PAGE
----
Gear Inspiration

Landscapes in the Cold With the XF90mmF2

· 11.October.2022

It’s cold, -4°C and I haven’t been this cold in years. In Tāmaki Makaurau Auckland, where I live, there hasn’t been a frost, let alone a sub-zero morning, in a long time. However, here in Wanaka in Aotearoa’s South Island it is very common. It’s also early (5:30am) and I have to remind myself that real landscape photographers, the likes of James Popsys, Andy Mumford and Nigel Danson, wouldn’t blink at this time. But I’m on holiday and while our new baby is sleeping soundly in his travel cot, I should really be doing the same, not donning the thermals and heading down to the lake. But I am very determined to try the XF90mmF2 as a landscape lens and the weather is calm, the sun is starting to show across the mountains and so it’s now or never!

The reason I am so keen to try this is for one reason: compression. In the vastness of the Southern Alps, most photographers would justifiably reach for the XF16mmF1.4, the XF8-16mmF2.8 or the XF10-24mmF4, all of which are fantastic lenses. Super-wide lenses capture so much of the landscape but unless you have an interesting foreground, reference objects can seem distant due to barrel distortion. Knowing that I have the constraint of having brought baby Fergus on his first holiday and so long hikes are very limited, I am not going to have the luxury of being able to tramp into the mountains to find a foreground that will mean the majesty of the mountains will be shown in their grandeur. I need to bring the mountains to me and so I am determined to us the compression of the 137mm full-frame equivalence in the XF90mmF2 to my advantage.

There are far more qualified people than me to talk about how and why compression works. In a nutshell, the wider the focal length, the more exaggerated the foreground will be. This gives the impression of pushing the objects in the distance further away. The inverse is true of a longer focal length and so distant objects can seem pulled towards you creating a ‘compressed’ scene. FujiLove’s very own Dylan Goldby wrote a fantastic article explaining this and it very much inspired this article.

So how did I get on? Well, it was interesting and a very enjoyable creative exercise to only make use of this focal length in a landscape context. Firstly, being able to showcase the inclement cloud over the mountain tops was great. I was a long way from them but the reach of the XF90mmF2 really made it possible to capture the drama of the cloud formations. One thing to say in general about the lens is that it is so tack sharp, quick to focus and I was never worried about missing the moment; it is a real joy to use (even with the naff plastic hood). It is also relatively light, which meant carrying it around was never a chore.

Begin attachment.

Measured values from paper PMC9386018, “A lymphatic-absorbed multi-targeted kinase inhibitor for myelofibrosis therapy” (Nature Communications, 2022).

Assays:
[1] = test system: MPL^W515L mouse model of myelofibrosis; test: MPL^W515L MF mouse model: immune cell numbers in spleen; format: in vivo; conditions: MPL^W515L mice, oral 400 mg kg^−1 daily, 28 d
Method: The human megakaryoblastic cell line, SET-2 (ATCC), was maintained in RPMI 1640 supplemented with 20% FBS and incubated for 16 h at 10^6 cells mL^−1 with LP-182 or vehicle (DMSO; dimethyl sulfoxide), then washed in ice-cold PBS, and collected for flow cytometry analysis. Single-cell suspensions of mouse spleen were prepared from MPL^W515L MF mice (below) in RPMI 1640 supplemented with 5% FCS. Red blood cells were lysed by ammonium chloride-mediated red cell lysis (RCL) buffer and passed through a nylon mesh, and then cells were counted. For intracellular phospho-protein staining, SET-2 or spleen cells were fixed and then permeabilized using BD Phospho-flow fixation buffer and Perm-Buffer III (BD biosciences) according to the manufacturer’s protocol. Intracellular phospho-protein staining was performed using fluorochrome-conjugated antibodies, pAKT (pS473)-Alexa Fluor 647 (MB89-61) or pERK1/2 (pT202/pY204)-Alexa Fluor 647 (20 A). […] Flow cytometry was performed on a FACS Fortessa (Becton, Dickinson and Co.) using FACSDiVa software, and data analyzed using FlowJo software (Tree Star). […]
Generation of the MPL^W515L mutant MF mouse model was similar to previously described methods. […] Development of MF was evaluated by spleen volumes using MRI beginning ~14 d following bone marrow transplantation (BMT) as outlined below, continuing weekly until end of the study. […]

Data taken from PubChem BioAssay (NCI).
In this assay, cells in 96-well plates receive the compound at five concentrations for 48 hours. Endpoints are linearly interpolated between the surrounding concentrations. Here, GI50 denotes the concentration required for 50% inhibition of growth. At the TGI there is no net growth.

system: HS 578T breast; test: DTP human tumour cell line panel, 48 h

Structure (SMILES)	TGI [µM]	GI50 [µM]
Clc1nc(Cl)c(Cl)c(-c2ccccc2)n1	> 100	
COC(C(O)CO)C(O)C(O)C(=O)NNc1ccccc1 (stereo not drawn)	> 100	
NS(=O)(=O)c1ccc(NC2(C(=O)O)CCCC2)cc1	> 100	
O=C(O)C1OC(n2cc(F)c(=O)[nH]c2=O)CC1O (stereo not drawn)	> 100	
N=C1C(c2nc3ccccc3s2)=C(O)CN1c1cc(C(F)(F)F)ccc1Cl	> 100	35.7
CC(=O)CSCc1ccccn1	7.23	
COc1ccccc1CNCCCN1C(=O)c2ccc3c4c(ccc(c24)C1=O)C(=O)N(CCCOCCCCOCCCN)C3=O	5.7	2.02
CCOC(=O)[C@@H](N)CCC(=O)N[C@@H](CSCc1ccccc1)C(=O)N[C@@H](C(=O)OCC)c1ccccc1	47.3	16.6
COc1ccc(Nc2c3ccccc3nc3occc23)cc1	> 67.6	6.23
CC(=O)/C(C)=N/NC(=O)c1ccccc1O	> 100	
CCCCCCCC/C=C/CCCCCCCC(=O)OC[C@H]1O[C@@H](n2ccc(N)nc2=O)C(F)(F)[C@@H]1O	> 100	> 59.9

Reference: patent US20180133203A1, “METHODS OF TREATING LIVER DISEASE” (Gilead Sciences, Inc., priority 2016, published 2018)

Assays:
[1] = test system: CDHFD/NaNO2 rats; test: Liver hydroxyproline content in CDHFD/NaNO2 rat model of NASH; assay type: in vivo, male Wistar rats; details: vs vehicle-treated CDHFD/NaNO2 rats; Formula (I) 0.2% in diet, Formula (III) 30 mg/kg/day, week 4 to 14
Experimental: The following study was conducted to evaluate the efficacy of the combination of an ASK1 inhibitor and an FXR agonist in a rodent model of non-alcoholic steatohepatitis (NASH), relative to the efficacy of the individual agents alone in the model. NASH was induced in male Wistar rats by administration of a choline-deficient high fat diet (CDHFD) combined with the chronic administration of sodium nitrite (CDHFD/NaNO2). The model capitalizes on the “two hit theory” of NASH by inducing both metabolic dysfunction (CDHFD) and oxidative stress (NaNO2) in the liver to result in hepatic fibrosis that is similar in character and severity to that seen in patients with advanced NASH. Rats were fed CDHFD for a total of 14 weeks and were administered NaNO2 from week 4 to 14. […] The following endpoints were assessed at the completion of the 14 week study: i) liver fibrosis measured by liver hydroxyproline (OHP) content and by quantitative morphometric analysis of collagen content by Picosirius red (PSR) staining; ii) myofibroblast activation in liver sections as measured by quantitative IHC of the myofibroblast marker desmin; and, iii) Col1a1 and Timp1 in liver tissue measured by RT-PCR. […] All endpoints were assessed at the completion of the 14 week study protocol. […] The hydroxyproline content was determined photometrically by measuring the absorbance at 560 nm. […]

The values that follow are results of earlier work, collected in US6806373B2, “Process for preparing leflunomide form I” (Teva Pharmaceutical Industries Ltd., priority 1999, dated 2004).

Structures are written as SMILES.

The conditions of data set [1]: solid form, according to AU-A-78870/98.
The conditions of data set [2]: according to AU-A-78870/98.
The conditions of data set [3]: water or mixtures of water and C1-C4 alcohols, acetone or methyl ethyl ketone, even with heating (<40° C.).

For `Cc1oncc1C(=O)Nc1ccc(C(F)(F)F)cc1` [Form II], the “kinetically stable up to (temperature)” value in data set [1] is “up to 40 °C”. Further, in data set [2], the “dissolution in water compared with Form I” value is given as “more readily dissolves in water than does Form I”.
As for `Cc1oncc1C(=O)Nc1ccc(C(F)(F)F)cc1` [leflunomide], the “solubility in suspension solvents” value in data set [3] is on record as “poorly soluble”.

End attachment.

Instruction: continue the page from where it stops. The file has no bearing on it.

The benefits are clear: a nice gentle compression, lightweight lens and very sharp. But there are some drawbacks to using this focal length for your landscapes. On reflection, some of the problems are really on me. Put simply, I wanted it all! I wanted the XF90mmF2 to give me both the tight shots but also provide the expanded horizons of a wide angle to show the vastness of the scenery. My workaround to this was panoramic stitching in Capture One but to capture the scenery I required so many images that the resulting stitch was very narrow.

Similarly, I also started to feel that without a foreground and relatable subject, the scale of the scenery was being lost by the narrowness of the focal length. To counter this, I began to hunt down subjects for my images to give a point of reference for scale. Some mountain deer, a kea (native New Zealand mountain parrot) and the TSS Earnslaw on Lake Wakatipu helped me in his regard. These were amongst my favourite images of the trip and give the viewer an invitation into the image that they need.

Was my XF90mmF2 experiment a success and would I do this again? It’s complicated. I am not a landscape photographer but when I first started taking photographs it is what I aspired to be. I have found a new respect for the likes of Popsys, Danson and Mumford who set out at all hours, walk all sorts of distances and have huge patience waiting for the exact moment when the light is perfect to capture a beautiful scene. I barely have time to fit in the environmental portrait shoots and events that I am offered, so leaving the baby with my wife for a six-hour round trip walk into the wilderness isn’t realistic. At one embarrassing point on this trip, we were driving down an isolated road with the mighty Rob Roy glacier ahead and I asked Katharine to keep the car straight while I idled it slowly forward, so as to not wake the baby, while I tried to take a five-image series with the 90mm through the car window. Suffice to say, it wasn’t very good! Either do it properly or not at all! I hope I can carve out more opportunities for this type of photography my future, but in the short term I am not so sure.

Would I use the XF90mmF2 for landscapes in the future? Absolutely. Once I started thinking in the focal length I was using, and embraced the benefits and limitations of the lens, I was very happy with the results. The gentle compression that comes with this focal length is enough to bring those very distant subjects into reach, and the sharpness and colour renditions are excellent. Any failings in the project were very much mine; the lens was stellar. Strap your thermals on, leave the baby sleeping and get out there with a longer focal length for your landscapes, I hope you will enjoy the results as much as I have.